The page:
Earlier in the year I wrote about ‘Apa Lagi USA Mahu’ (What More Does USA Want). Today, I am a fan of Donald Trump but I love Rodrigo Duterte more.
There was this ‘US-Special Leaders’ Summit’ at Sunnylands, California. It was to commemorate the strategic partnership between the USA and Asean. The Sunnylands Declaration (repackaging of the commitments made at the KL Summit in November 2015) unveiled a series of hubs in Asean. The 14-page document for some obvious reasons had three of the seventeen paragraphs dealing with maritime security.
In July 2016, the UN Arbitral Tribunal decided for the Philippines on disputes over South China Sea.
In August, Duterte warned China that if they can’t “understand each other”, the Philippine military has no choice but to defend the country’s sovereign rights. However, neighbours strongly support the settlement of disputes by peaceful means. They are trapped into a dilemma - loss of economic support from China and on the other end, loss of security support from the USA.
A research study reported that about 70 countries endorsed China’s position on the South China Sea. As usual, the figure caused uneasiness in USA and was doubted by the American media and think-tanks.
Later, the Philippines said it will utilise the favourable ruling of its international arbitration case to peacefully resolve the country’s territorial disputes. Duterte decided to visit China and said the arbitration case will “take a back seat” during talks with Beijing and “as a matter of courtesy, and the oriental way, we will always wait because I am a visitor. I cannot destroy the goodwill just by blurting out something.”
In October, Duterte made a four-day trip to China. It was a very successful one with him taking home US$24 billion in investment pledges from Beijing. The two countries had also agreed to seek “settlement through bilateral dialogue”.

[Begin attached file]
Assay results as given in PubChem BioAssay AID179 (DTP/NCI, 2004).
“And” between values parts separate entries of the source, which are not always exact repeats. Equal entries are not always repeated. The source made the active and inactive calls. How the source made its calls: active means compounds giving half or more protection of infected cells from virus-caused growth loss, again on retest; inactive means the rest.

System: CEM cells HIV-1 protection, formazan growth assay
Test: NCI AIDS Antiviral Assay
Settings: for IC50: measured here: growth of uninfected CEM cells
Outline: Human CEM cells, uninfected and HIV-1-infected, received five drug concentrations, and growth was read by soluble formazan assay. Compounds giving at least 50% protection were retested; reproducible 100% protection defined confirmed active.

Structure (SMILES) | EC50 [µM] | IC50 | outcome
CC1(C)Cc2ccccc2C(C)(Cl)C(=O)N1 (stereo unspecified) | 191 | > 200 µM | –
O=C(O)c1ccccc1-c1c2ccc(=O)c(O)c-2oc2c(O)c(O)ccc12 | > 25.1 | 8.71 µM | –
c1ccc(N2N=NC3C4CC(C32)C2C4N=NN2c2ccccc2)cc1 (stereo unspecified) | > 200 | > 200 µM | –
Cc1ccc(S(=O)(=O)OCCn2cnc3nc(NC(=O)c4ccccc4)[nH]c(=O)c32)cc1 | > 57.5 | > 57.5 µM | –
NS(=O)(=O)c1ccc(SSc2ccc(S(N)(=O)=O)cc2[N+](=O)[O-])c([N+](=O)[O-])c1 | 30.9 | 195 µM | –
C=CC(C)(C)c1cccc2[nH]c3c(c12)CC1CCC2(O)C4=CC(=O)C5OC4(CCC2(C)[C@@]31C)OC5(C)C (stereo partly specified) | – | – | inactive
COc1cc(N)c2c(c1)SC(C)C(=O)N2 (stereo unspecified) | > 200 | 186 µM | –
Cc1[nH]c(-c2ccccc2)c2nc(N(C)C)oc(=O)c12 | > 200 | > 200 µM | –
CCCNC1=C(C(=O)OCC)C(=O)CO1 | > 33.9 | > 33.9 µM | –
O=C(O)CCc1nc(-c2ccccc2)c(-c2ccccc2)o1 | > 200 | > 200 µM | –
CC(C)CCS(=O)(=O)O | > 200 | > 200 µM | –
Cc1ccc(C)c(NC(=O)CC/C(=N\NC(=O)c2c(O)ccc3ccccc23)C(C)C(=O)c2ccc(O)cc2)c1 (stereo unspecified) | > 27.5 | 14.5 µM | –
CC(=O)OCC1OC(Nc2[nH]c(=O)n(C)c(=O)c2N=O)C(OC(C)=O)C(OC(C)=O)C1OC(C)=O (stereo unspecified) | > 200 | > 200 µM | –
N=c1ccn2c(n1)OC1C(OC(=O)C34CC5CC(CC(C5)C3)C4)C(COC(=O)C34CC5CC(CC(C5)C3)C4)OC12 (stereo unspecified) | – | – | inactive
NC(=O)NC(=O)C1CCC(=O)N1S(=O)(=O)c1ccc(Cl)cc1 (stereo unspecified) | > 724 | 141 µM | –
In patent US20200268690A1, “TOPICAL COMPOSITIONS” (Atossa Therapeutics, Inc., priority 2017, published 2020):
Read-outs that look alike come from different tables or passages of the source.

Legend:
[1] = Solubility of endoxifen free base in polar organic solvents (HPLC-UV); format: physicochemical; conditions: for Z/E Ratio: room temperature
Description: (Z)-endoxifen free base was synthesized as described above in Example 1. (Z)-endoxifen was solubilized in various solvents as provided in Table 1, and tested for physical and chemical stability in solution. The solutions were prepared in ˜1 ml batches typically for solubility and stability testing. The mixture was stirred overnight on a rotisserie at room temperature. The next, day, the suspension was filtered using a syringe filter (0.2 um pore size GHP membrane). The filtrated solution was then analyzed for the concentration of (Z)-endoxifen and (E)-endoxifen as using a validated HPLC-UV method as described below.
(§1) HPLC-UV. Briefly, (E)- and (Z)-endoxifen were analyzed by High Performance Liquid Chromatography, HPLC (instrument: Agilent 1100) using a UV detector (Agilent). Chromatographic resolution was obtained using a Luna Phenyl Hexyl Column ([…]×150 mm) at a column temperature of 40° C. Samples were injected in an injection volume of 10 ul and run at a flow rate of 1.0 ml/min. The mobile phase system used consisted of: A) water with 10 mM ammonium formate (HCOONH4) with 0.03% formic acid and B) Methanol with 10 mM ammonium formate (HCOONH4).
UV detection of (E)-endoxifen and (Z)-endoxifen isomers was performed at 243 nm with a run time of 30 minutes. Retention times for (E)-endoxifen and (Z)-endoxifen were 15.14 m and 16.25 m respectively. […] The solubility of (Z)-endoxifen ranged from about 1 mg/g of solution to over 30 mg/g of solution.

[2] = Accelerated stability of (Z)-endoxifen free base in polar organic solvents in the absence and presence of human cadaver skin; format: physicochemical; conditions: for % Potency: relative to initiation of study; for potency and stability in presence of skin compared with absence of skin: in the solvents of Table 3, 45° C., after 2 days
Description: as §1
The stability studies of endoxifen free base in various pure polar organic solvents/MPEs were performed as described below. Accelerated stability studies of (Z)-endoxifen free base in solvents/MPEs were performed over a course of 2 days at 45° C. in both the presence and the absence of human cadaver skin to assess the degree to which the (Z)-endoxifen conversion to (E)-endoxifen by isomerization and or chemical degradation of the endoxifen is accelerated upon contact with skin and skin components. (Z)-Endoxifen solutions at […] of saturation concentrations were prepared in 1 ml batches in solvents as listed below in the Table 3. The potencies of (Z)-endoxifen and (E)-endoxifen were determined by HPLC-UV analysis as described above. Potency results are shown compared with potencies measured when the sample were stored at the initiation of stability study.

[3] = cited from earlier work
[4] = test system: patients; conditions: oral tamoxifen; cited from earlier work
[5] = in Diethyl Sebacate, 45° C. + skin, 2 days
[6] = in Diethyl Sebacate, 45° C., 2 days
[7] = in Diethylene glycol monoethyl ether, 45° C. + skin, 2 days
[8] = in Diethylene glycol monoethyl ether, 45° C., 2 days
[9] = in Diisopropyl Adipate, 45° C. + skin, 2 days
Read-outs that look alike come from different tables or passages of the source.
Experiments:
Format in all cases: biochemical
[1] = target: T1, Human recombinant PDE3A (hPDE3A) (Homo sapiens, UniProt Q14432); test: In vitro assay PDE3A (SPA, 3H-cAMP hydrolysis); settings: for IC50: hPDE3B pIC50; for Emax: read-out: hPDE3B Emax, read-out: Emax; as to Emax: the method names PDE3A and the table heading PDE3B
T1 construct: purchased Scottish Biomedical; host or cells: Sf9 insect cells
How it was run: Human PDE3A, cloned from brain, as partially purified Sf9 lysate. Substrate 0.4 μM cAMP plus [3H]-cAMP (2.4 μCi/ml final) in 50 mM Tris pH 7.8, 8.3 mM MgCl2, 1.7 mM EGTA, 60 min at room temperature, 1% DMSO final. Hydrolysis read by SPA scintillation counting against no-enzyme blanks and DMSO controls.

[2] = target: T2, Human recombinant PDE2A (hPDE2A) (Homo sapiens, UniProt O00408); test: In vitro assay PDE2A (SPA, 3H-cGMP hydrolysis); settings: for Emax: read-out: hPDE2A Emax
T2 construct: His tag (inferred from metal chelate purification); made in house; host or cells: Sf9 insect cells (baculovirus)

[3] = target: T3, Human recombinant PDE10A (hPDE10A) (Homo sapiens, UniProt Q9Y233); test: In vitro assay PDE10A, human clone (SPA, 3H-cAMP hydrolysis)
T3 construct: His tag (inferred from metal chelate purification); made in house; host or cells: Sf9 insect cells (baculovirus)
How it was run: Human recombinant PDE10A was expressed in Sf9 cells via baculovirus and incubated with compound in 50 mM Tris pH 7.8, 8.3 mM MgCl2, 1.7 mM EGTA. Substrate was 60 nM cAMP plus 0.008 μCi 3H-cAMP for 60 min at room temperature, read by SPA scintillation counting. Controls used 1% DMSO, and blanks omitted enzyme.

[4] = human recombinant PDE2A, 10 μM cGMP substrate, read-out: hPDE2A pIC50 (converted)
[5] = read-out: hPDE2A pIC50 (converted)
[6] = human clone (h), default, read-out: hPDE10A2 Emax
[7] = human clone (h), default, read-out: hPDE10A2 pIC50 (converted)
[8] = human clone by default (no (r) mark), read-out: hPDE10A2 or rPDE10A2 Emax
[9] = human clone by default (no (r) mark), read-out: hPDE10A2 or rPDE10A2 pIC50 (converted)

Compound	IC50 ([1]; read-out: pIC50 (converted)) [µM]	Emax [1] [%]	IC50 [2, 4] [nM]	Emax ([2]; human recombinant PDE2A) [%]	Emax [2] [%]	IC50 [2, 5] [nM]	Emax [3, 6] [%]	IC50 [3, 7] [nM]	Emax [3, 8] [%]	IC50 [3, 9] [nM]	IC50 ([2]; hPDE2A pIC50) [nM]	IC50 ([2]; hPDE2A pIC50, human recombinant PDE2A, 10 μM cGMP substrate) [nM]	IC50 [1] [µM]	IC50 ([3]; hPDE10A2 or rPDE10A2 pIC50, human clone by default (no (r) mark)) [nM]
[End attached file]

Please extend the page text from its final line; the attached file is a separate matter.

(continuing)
Meantime, Duterte admonished USA for criticising him over his bloody war against drugs and said Barack Obama could “go to hell”. That reminds me of another Asian leader who many years ago said ‘Buy British Last’. Sometimes, we need to remind Hollywood and the West that others can be a hero, too.
Duterte’s timing of the visit was appropriate because he is visiting the two Asian Argonauts and could have Japan, to a certain extent, to balance the equation in maritime disputes
Now, what is happening at home?
Our prime minister will be in Beijing this whole week from Monday. Like Duterte, he is also looking to secure investments that can boost our economy. However, critics are worried about the longer term implications of our growing reliance on Chinese funding.
‘Borne of necessity rather than choice’
According to Wan Saiful Wan Jan, chief executive of the Institute for Democracy and Economic Affairs, the moves towards China were borne of necessity rather than choice. Further, Chinese investors would do little to generate jobs or transfer technology to our economy.
A senior fellow at the Iseas-Yusof Ishak Institute in Singapore said, “If this trend continues, it will deepen Malaysia’s economic dependency on China, which will also exert high political costs on Malaysia and ultimately undermine its strategic autonomy”. Let us not forget, China has its own economic stresses.
After the 2017 Budget speech, Moody’s noted there were no major new reforms to address the country’s underlying fiscal weakness. There will be declining revenues, weakening in debt affordability and an absence of major fiscal reforms.
The painting being done for a goal of balanced budget by 2020 may not be completed.
The question now is, can Malaysia match the Philippines in getting US24 billion in investment pledges from Beijing from the seven-day visit. Duterte did it in four days. He went to Beijing in a position of strength but can we say that for our team going there? Remember what Wan Saiful Wan Jan said.
As for the USA, we have not seen our official stand like what Manila had. Looking at the fate of the Trans-Pacific Partnershipship Agreement (TPPA) and the prime minister’s dismissal of the US Department of Justice lawsuit as foreign interference in Malaysia’s affairs and questioned why the United States publicised the issue, one can form an opinion in this area. The USA’s loss could be China’s gain. Our prime minister, too, may have a new golf buddy...
Why I love Duterte more is because he managed to reduce regional tensions and naming Thailand, Brunei, Malaysia, and Indonesia as among the countries who have claims over parts of the South China Sea. He does not forget his neigbours. He is considerate, a gentleman and above all, a courageous leader, even though his country is not a high-income nation.
Are we better than the Philippines? What say you...